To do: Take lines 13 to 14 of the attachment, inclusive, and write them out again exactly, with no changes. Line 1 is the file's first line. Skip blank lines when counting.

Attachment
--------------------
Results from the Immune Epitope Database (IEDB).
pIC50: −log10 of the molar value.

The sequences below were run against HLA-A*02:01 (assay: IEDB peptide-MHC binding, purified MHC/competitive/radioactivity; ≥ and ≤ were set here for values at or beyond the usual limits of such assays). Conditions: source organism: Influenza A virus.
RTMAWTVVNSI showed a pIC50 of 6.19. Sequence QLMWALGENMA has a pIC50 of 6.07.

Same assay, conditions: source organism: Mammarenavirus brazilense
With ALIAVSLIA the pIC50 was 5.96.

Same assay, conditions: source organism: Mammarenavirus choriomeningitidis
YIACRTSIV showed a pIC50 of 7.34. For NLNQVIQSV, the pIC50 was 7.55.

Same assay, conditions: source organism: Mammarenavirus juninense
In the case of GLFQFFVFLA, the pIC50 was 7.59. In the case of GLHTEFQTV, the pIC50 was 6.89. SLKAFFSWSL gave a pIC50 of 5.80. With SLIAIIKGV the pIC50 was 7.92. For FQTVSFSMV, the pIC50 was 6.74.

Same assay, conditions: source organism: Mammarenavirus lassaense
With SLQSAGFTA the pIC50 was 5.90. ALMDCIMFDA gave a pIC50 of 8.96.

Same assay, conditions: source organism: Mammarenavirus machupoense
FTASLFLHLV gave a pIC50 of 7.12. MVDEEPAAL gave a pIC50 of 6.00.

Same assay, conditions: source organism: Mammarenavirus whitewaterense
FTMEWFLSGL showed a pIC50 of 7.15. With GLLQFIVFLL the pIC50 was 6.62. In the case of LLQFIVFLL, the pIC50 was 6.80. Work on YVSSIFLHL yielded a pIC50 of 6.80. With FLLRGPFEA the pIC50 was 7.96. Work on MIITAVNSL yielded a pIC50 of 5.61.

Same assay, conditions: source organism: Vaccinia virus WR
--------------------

Same assay, conditions: source organism: Mammarenavirus machupoense
FTASLFLHLV gave a pIC50 of 7.12. MVDEEPAAL gave a pIC50 of 6.00.